• Is not just there to look pretty!

There is space for books that simply look beautiful and are a joy to own, but if you are trying to use them to teach reading you need a little bit more.

When we’ve chosen the books we want to use to teach reading, we need to remember a few more things to make it work.

  • The child must choose the subject matter

Ownership of the task is important and enjoyment is the key to success

  • Start by exploring the index, contents and glossary

Help the child to first browse what’s in the book. Show them that the contents page is a bit like a tv guide, and they can quickly see what might interest them.

  • Only start reading the main body text at the very beginning if that’s where the child wants to start

Dip in and out, flick back and forth and stop at pages that catch their eye.

  • Don’t quiz!

Okay, so I know that this will probably get many teachers angry here, but I hate quizzing. It works for some children, but for many it is a dreaded task and it ruins the natural flow. Use it with great care, and informally chat instead. Tell them what you have discovered, and let them tell you what they liked and discovered. Make it a two-way process.

I have mainly used non-fiction with children who are not engaging with the process of reading and who do not like fiction. These children have often decided that reading is not for them, and so I have to be extra careful how I handle them and to make sure that I first tackle their dislike, and then tackle the skills.

Let’s look a case study….

I had great success with two non-reading Autistic boys by using only the books that they loved, not an easy task as they were really only passionate about maps. They both said that they “hated” books and refused to even try to read. One angrily told me that fiction was “rubbish” and both would not even sit and look at fiction book. Using an atlas to teach reading is not exactly easy, and it took a while to find atlases that ticked all of the above boxes, but when I did it made a world of difference (no pun intended!)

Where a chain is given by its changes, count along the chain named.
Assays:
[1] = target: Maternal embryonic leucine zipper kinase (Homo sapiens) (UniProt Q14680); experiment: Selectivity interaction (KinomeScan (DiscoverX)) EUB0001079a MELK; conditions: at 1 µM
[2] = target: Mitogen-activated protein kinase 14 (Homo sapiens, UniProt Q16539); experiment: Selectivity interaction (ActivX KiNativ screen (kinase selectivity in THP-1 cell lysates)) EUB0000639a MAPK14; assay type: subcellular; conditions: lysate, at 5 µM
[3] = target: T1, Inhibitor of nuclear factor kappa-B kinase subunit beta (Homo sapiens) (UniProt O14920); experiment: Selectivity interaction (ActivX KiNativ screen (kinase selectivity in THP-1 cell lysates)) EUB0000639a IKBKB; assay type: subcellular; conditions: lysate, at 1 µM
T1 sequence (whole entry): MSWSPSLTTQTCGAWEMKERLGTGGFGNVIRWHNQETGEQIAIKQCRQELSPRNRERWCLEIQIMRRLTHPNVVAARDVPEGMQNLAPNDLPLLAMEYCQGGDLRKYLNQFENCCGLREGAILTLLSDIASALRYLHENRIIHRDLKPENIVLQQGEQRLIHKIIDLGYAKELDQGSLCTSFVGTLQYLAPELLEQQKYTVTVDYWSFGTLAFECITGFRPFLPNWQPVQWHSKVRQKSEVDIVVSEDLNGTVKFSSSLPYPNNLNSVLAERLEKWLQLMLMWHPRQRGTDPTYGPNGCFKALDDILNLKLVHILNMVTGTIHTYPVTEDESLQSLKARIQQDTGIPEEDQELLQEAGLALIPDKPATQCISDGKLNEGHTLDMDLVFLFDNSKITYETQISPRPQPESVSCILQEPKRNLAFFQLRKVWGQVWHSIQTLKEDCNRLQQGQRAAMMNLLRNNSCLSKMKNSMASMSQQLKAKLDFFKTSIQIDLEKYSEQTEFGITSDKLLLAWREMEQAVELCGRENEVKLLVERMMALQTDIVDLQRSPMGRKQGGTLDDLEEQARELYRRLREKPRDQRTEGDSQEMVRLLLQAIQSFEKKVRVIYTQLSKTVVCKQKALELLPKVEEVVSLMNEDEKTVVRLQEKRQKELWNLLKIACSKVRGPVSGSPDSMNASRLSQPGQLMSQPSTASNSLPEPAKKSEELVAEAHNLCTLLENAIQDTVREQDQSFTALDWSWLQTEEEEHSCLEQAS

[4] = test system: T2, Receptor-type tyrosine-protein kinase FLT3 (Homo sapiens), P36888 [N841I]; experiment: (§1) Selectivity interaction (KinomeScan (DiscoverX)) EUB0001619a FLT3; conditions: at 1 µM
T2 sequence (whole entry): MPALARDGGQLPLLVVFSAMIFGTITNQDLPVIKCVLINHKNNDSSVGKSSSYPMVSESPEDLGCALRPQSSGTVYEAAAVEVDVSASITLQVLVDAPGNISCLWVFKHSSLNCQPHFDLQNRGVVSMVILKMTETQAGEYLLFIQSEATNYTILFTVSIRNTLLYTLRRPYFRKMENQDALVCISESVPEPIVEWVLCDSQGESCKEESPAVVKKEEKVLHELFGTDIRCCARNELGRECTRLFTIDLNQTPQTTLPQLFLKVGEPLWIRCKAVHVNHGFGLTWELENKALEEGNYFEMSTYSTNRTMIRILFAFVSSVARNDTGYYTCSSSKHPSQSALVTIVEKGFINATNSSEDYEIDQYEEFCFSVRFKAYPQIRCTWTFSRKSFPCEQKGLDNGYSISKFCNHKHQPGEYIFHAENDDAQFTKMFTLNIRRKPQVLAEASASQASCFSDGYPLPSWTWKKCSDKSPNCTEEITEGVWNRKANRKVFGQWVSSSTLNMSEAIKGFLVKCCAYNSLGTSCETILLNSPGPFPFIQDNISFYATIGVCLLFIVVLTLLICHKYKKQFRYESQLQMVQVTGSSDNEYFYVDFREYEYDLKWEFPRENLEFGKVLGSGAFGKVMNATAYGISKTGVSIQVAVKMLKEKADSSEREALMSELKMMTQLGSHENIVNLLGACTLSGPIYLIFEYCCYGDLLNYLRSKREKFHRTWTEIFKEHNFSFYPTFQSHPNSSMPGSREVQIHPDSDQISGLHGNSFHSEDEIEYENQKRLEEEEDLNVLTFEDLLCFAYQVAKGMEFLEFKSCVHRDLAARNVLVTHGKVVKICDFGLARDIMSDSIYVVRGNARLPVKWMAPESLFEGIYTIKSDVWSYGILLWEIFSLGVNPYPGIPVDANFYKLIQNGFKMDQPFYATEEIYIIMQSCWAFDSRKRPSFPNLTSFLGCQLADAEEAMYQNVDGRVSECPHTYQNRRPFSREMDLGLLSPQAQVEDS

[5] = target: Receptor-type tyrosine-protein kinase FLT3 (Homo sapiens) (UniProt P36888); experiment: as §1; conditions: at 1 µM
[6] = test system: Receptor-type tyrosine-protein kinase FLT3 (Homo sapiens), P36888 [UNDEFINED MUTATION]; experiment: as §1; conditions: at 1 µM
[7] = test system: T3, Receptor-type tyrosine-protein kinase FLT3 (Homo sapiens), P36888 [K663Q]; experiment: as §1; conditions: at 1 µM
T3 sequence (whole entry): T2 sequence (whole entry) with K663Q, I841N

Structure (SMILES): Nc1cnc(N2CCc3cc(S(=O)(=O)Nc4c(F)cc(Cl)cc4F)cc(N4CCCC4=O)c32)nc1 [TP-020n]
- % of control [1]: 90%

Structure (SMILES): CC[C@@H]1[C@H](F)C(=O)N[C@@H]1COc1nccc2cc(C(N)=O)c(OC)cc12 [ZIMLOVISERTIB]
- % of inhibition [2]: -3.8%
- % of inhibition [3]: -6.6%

I constructed a long list of place names that contained other words, and I printed off visual prompts for the words that were “hiding” in the different countries (Germany has germ, and man, and many, and any for example). We looked at the kind of things that grew in the countries (“where does your favourite food come from?”), and the dates the countries were discovered (great for showing how long numbers look when written in words). We found out about the people who discovered the countries and the ships that they sailed in. We even looked at the languages of all of the other countries and I found foreign words that were the same root origin as ours, and many strange ones that we’d never heard of before (this was great for embedding phonetic skills rather than using confusing nonsense words). I had a huge National Geographic World map that we spread out on the floor and we found the places that we’d read about in our Atlases. We “explored” the globe and the boys learnt how to read almost by accident. They were so invested in unlocking the mysteries of the text around the maps that they almost forgot they were having reading lessons.

I knew that I would probably never create in them the kind of people who would sit and read War and Peace out of choice, but that didn’t matter to me. My aim was to give them a skill that would make the rest of their lives easier and better, and we achieved that together in a way that was hugely enjoyable for all of us.